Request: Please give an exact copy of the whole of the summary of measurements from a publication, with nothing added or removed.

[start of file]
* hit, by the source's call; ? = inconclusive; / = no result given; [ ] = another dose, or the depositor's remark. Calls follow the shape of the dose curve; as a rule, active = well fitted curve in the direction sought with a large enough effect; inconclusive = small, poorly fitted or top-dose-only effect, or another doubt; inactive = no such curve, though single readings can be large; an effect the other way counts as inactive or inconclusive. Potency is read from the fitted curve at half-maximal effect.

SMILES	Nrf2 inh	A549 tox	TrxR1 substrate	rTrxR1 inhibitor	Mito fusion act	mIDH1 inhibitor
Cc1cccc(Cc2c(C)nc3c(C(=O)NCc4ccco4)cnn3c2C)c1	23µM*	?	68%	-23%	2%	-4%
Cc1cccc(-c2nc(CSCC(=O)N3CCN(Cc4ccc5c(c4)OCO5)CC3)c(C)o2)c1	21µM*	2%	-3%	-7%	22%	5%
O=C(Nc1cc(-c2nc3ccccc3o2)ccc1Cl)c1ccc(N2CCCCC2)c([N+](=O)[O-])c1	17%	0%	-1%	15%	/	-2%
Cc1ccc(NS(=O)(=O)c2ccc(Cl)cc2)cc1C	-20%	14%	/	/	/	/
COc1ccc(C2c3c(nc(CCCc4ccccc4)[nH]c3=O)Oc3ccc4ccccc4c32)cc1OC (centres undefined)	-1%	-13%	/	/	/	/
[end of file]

* hit, by the source's call; ? = inconclusive; / = no result given; [ ] = another dose, or the depositor's remark. Calls follow the shape of the dose curve; as a rule, active = well fitted curve in the direction sought with a large enough effect; inconclusive = small, poorly fitted or top-dose-only effect, or another doubt; inactive = no such curve, though single readings can be large; an effect the other way counts as inactive or inconclusive. Potency is read from the fitted curve at half-maximal effect.

SMILES	Nrf2 inh	A549 tox	TrxR1 substrate	rTrxR1 inhibitor	Mito fusion act	mIDH1 inhibitor
Cc1cccc(Cc2c(C)nc3c(C(=O)NCc4ccco4)cnn3c2C)c1	23µM*	?	68%	-23%	2%	-4%
Cc1cccc(-c2nc(CSCC(=O)N3CCN(Cc4ccc5c(c4)OCO5)CC3)c(C)o2)c1	21µM*	2%	-3%	-7%	22%	5%
O=C(Nc1cc(-c2nc3ccccc3o2)ccc1Cl)c1ccc(N2CCCCC2)c([N+](=O)[O-])c1	17%	0%	-1%	15%	/	-2%
Cc1ccc(NS(=O)(=O)c2ccc(Cl)cc2)cc1C	-20%	14%	/	/	/	/
COc1ccc(C2c3c(nc(CCCc4ccccc4)[nH]c3=O)Oc3ccc4ccccc4c32)cc1OC (centres undefined)	-1%	-13%	/	/	/	/